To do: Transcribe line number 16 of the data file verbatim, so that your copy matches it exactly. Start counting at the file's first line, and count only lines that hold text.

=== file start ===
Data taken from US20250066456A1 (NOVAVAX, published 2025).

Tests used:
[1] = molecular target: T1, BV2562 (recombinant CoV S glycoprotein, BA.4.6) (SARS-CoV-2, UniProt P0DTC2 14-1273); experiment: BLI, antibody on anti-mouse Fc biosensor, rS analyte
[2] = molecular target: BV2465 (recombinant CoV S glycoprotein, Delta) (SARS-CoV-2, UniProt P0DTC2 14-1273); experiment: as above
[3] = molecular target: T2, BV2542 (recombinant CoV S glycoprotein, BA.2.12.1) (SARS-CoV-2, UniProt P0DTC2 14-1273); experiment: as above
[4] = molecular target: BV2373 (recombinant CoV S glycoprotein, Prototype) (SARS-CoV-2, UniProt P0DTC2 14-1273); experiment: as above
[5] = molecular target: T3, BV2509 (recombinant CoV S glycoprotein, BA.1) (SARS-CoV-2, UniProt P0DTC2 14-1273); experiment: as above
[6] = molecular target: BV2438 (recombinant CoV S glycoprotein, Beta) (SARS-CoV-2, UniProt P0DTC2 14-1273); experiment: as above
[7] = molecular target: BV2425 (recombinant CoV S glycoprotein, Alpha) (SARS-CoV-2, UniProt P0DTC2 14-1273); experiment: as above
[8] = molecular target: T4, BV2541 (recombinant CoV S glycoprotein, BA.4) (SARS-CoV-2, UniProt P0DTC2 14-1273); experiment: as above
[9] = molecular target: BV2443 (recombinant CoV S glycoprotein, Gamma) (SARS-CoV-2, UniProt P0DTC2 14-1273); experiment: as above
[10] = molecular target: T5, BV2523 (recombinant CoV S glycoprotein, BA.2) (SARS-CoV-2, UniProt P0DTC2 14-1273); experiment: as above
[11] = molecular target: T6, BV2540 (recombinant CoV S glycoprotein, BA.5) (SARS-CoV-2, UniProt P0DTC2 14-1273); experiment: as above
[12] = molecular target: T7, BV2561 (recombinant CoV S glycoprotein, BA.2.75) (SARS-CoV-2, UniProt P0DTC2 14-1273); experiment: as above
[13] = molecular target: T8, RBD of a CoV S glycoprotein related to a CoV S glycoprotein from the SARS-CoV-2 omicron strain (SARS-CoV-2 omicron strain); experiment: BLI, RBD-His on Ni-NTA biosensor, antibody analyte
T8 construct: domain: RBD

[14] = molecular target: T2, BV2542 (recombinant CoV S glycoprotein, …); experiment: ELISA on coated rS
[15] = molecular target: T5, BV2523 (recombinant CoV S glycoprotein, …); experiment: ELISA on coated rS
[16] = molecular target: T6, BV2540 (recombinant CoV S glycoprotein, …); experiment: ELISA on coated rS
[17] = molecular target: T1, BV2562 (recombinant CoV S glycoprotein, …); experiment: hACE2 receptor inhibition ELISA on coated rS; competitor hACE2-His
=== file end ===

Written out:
T8 construct: domain: RBD